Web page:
The return of night trains shows the enduring appeal of rail

On a cold January morning, a train rolled into the Brussels Midi/Zuid/South station after a very special journey. Operated by Austria’s ÖBB, the so-called NightJet was the inaugural voyage of a new twice-weekly service connecting Vienna to Brussels and represented the revival of an old but august tradition: the night train.

Back in fashion

The sleeper train, which left Vienna at 8.38pm and arrived in the Belgian capital at 10.55am, carried senior European Union officials, who were greeted by a red carpet and a brass band. One of them was French Green MEP Karima Delli, who chairs the European Parliament’s Transport and Tourism Committee. “It’s extraordinary to be able to travel across central Europe and arrive in Belgium in just a dream,” she said.

The night train is back in fashion. New services are popping up around Europe as both passengers and operators rediscover the value of the sedate travel form.

When Deutsche Bahn scrapped its night services in 2017, ÖBB took over some of the key routes and the stock. Of ÖBB’s 34 million long-distance travellers last year, 1.4 million (or 4%) rode the night trains, contributing 17% of the turnover. ÖBB now runs 27 night trains, alone or with partners, serving cities in Germany, Italy and Switzerland.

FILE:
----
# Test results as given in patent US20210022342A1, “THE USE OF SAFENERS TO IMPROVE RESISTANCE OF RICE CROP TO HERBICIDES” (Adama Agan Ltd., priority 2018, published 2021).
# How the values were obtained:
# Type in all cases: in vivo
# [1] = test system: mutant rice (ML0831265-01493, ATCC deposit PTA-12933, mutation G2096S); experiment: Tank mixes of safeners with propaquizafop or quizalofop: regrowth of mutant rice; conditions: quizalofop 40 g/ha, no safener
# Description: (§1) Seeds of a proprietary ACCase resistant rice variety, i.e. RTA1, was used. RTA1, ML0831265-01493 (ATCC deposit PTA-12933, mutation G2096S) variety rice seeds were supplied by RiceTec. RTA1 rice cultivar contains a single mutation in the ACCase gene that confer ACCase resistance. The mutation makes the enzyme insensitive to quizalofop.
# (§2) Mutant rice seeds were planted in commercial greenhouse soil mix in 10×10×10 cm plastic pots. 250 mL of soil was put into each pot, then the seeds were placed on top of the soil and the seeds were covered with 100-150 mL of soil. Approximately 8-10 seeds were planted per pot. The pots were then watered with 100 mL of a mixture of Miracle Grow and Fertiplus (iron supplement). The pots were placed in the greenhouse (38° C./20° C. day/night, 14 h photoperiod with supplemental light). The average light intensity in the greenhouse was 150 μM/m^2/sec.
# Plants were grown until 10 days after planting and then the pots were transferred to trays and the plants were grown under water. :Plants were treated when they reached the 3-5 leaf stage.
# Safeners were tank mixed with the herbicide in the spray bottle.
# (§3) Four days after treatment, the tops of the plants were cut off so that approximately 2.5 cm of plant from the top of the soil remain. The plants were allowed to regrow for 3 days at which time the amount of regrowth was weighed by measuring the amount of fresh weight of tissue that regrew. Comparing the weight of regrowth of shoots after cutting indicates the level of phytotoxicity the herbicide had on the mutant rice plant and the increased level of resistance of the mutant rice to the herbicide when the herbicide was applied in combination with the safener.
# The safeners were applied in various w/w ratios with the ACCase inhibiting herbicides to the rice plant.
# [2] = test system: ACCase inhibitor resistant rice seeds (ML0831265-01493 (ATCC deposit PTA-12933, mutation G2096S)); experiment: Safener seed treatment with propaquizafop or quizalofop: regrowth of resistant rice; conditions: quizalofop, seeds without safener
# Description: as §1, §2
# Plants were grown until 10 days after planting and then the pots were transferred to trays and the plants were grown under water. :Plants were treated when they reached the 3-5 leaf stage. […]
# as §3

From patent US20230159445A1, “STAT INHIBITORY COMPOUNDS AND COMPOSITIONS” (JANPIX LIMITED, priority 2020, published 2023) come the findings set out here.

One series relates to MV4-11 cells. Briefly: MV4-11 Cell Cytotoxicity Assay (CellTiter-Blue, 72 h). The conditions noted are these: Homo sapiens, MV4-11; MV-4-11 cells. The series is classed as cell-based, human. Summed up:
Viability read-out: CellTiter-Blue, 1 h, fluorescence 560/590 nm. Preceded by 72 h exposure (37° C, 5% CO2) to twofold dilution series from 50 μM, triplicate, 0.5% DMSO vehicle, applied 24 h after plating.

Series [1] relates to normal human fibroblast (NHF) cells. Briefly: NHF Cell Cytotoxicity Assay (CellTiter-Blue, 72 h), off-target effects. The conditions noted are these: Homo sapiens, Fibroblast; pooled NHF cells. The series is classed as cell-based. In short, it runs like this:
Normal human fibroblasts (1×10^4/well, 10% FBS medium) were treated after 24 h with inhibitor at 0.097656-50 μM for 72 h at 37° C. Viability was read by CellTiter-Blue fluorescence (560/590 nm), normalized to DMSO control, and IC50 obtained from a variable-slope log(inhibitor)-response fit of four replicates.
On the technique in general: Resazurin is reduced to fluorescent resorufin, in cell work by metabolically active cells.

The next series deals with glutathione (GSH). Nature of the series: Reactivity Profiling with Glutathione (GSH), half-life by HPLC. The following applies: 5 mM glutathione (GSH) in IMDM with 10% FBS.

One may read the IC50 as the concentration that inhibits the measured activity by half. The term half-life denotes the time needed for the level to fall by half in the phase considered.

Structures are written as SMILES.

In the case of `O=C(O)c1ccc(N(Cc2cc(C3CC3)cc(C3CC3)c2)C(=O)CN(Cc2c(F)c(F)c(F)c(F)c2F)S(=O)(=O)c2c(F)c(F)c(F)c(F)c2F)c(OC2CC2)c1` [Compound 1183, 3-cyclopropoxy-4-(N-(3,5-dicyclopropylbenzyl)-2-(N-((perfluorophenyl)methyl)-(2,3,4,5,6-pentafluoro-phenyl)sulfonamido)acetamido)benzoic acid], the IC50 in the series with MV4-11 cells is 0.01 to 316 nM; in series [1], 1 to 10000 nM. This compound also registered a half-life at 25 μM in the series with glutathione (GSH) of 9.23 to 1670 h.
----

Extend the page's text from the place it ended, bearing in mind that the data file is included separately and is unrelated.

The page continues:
The Netherlands Railways (NS) will have its service in December 2020 from Amsterdam to Nürnberg and then to Vienna. There is a push from German MEPs for Deutsche Bahn to restore the night train between the Berlin and Brussels by the time the country’s EU presidency gets underway in July. Swedish transport authorities have proposed services from Malmö to other European cities. The Swiss SBB is joining in, while the Caledonian Sleeper service in the UK has this year expanded its network, adding new luxury trains.

Increased comfort

Why are night trains enjoying a moment? There are two main reasons, both of which reflect wider transport concerns about climate and congestion.

The first one, about the environmental costs, ties in with the Swedish concept of ‘flygskam’ or ‘flight shame’ that is associated with teenage activist Greta Thunberg. Trains are seen as clean compared to flying – and there is data to suggest that people are shifting to rail for green reasons. A Paris-Venice flight generates about 105kg of carbon emission per passenger compared with about 29.4 kg by train.

The second is related to the ease and comfort of the service: train travel is seen as relaxing and agreeable. It recalls the romance of movies like ‘Murder on the Orient Express’ and ‘North By Northwest’ that featured sleepers. These trains may not be as fast from door-to-door as flying (although sometimes they are) and may not allow the at-destination convenience of driving, but they are less stressful and – for fans – efficient, practical and much more civilized. Not to mention cheaper: Vienna to Venice, for example, costs about €35 on a night train, compared to around €105 on a plane.

But night trains are offering customers a green and pleasant alternative to driving and flying. And for many Europeans in 2020, that is just the ticket.